A Decision-Theoretic Planner with Dynamic Component Reconfiguration for Distributed Real-Time Applications

John S. Kinnebrew, Nishanth Shankaran, Gautam Biswas, Douglas C. Schmidt

Middleware is increasingly being used to develop and deploy components in large-scale distributed real-time and embedded (DRE) systems, such as the proposed NASA sensor web composed of networked remote sensing satellites, atmospheric, oceanic, and terrestrial sensors. Such a system must perform sequences of autonomous coordination and heterogeneous data manipulation tasks to meet specified goals. The efficacy and utility of the task sequences are governed by dynamic factors, such as data analysis results, changing goals and priorities, and uncertainties due to changing environmental conditions. These task sequences can be implemented in DRE systems using component middleware, which automates remoting, lifecycle management, system resource management, and deployment and configuration. To support such DRE systems, we developed the Spreading Activation Partial Order Planner (SA-POP) for dynamic (re)planning under uncertainty. SA-POP operates on a spreading activation network, whose structure captures the functional relationships between tasks (implemented as components) and system/environmental conditions (including goals). In this network, utility values capture the importance of desired goals, and probabilities capture the likelihood of tasks succeeding under different conditions. We use a novel partial-order planning and scheduling algorithm to extract a plan for a complete application from this network. We combine SA-POP with the Resource Allocation and Control Engine (RACE), which is a reusable component middleware framework including resource allocation and control algorithms to enforce quality of service (QoS) requirements. The combination of SA-POP and RACE promises an efficient and scalable architecture supporting autonomy in DRE systems operating in dynamic and uncertain domains.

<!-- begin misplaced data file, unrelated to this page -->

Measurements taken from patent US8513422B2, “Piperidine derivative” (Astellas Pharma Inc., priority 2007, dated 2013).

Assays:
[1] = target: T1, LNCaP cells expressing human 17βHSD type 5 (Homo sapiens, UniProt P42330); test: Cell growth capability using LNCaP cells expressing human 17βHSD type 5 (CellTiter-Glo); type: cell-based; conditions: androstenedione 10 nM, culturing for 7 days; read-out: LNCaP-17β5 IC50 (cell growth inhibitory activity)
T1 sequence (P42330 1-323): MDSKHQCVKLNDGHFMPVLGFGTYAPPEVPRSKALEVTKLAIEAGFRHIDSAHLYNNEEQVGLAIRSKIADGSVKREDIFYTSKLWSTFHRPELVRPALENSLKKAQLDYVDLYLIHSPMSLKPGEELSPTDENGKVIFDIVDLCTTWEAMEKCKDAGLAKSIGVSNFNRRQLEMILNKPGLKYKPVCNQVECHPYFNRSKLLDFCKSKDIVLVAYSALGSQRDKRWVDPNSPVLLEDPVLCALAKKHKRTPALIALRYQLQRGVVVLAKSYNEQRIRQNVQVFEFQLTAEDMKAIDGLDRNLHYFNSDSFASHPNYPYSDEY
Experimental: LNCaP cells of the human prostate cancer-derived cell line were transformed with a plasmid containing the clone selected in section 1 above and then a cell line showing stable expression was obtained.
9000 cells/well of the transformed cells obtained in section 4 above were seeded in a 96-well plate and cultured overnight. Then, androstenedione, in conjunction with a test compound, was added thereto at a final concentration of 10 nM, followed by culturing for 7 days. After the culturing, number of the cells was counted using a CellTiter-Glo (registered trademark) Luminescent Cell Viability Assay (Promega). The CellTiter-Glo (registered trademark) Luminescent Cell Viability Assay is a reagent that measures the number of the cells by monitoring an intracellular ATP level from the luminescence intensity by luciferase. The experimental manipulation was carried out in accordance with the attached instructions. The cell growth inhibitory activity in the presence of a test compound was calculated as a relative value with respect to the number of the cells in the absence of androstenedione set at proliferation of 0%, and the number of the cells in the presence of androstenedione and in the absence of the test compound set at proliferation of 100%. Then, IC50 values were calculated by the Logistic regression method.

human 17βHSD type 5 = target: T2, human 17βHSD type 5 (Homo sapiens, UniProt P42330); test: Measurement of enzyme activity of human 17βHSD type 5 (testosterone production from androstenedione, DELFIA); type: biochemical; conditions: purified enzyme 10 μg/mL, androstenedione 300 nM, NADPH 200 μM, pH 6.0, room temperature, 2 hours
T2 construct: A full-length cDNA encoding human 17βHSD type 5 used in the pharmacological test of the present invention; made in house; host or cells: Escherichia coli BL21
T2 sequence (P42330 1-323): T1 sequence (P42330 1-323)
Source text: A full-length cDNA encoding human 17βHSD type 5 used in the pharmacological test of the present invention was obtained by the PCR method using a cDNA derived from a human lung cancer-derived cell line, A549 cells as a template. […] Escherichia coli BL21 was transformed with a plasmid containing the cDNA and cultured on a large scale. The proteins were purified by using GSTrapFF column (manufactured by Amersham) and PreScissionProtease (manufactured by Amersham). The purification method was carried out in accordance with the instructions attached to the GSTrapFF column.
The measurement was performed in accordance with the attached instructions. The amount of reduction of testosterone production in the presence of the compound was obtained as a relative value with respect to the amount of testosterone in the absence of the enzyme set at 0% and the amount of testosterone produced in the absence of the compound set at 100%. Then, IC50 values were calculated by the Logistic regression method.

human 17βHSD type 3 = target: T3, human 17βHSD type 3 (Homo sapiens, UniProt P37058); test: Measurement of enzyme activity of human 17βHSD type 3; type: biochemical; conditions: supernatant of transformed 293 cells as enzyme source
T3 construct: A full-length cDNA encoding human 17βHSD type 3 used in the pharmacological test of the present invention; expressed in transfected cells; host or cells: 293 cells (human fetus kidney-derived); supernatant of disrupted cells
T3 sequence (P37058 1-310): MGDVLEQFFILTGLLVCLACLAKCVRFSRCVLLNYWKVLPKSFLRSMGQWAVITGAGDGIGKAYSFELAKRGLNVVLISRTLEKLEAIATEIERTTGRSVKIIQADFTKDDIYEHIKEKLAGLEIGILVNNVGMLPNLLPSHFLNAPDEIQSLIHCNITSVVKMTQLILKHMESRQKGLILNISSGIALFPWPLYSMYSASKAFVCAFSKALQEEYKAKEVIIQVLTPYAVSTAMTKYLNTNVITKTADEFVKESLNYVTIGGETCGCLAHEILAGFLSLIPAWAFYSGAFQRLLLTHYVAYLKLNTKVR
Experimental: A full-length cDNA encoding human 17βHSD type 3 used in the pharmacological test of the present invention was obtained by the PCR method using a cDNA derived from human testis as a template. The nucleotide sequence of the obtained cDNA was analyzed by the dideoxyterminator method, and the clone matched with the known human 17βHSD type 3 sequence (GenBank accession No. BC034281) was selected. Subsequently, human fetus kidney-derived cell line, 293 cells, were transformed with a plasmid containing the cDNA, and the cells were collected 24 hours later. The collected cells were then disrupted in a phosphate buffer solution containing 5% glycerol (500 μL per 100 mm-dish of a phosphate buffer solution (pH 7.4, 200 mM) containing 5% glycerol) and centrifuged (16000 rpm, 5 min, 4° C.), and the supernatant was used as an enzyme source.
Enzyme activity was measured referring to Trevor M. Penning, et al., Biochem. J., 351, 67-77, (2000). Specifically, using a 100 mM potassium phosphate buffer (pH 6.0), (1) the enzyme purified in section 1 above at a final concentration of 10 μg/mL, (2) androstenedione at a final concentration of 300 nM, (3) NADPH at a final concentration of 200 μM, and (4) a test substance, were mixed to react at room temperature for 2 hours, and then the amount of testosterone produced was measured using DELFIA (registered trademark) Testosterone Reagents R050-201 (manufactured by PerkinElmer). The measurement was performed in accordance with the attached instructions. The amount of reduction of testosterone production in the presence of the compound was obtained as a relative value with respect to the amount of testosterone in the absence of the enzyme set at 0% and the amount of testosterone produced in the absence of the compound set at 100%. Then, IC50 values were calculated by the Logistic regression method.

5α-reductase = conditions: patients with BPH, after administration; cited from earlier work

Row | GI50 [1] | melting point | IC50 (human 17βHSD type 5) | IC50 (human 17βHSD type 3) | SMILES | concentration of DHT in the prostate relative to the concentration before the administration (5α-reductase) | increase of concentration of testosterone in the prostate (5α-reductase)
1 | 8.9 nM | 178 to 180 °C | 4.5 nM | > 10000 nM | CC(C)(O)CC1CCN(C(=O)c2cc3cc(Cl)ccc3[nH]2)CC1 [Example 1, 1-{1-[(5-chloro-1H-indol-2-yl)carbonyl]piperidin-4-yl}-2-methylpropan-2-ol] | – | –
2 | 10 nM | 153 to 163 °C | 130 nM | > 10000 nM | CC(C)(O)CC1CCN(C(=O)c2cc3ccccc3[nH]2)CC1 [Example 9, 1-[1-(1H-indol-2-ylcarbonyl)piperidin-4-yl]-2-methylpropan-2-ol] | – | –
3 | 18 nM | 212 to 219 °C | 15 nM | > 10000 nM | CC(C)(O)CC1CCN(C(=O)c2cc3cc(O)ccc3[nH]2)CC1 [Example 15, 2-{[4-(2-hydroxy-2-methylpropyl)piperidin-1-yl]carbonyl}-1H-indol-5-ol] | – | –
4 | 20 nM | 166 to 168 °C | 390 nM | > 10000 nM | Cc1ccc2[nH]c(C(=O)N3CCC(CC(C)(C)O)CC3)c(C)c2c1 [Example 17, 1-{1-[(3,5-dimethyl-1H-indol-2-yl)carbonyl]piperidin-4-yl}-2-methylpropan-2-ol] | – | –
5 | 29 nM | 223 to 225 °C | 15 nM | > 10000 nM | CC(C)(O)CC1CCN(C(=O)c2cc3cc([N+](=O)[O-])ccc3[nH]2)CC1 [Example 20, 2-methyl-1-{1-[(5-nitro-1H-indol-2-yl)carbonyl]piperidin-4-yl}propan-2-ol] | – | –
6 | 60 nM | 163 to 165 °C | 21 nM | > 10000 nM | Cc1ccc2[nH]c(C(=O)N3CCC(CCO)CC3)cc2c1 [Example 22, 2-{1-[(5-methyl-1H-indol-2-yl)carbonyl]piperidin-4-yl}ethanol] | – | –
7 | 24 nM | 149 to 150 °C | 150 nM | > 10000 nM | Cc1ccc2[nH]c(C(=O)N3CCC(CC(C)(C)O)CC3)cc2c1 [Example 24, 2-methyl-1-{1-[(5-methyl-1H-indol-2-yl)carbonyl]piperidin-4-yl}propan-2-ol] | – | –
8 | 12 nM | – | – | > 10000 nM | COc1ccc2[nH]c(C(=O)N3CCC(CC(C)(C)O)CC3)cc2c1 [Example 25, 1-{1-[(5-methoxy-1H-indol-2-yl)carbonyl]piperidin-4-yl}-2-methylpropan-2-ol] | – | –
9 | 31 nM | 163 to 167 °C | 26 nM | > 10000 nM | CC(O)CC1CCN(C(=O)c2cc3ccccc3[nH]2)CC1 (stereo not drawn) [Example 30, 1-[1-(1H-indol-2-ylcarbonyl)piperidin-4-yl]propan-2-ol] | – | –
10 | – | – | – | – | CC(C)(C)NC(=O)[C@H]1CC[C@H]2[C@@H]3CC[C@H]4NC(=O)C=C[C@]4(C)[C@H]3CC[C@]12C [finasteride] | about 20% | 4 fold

Subjects: 1.11 Planning; 1.12 Scheduling

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